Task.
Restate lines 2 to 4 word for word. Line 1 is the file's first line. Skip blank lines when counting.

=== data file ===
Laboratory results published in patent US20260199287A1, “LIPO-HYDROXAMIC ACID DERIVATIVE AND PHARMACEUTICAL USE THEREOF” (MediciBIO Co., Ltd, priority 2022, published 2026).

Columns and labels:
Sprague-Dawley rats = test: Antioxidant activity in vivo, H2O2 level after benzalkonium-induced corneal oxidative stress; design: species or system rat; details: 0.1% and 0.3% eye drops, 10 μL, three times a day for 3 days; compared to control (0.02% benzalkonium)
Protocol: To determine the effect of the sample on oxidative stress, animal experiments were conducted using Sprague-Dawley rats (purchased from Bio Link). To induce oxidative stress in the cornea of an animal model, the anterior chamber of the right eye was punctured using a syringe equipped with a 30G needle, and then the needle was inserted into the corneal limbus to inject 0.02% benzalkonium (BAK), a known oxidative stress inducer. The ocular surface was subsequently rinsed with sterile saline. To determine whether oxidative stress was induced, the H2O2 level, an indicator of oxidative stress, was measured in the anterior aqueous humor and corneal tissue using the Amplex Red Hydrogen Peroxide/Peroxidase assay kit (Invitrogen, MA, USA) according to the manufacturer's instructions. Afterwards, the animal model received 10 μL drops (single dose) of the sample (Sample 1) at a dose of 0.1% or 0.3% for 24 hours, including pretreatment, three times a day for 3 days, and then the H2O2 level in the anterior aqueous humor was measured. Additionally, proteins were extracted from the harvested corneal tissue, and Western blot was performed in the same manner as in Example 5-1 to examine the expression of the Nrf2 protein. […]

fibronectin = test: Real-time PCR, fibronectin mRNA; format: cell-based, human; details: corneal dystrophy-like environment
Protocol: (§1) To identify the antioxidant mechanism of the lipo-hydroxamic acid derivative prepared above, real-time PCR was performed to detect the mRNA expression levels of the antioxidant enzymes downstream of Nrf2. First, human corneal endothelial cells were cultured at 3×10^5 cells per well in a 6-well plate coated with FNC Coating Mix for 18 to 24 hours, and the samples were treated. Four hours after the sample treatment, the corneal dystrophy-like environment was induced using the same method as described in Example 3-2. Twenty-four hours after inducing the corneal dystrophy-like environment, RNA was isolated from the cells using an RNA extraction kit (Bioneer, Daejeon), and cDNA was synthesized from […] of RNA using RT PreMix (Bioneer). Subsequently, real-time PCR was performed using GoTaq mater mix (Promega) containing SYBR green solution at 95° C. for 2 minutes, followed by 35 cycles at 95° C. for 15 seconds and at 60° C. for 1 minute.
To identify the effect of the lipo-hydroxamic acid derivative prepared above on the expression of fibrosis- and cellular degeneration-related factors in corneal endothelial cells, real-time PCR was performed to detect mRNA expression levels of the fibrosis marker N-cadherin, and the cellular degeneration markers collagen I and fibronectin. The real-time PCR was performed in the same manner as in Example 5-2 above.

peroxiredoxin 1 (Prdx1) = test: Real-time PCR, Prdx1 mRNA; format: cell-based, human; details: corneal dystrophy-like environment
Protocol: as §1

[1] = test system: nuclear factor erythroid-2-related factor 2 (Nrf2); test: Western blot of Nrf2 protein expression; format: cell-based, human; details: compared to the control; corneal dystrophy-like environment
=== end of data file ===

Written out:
Columns and labels:
Sprague-Dawley rats = test: Antioxidant activity in vivo, H2O2 level after benzalkonium-induced corneal oxidative stress; design: species or system rat; details: 0.1% and 0.3% eye drops, 10 μL, three times a day for 3 days; compared to control (0.02% benzalkonium)
Protocol: To determine the effect of the sample on oxidative stress, animal experiments were conducted using Sprague-Dawley rats (purchased from Bio Link). To induce oxidative stress in the cornea of an animal model, the anterior chamber of the right eye was punctured using a syringe equipped with a 30G needle, and then the needle was inserted into the corneal limbus to inject 0.02% benzalkonium (BAK), a known oxidative stress inducer. The ocular surface was subsequently rinsed with sterile saline. To determine whether oxidative stress was induced, the H2O2 level, an indicator of oxidative stress, was measured in the anterior aqueous humor and corneal tissue using the Amplex Red Hydrogen Peroxide/Peroxidase assay kit (Invitrogen, MA, USA) according to the manufacturer's instructions. Afterwards, the animal model received 10 μL drops (single dose) of the sample (Sample 1) at a dose of 0.1% or 0.3% for 24 hours, including pretreatment, three times a day for 3 days, and then the H2O2 level in the anterior aqueous humor was measured. Additionally, proteins were extracted from the harvested corneal tissue, and Western blot was performed in the same manner as in Example 5-1 to examine the expression of the Nrf2 protein. […]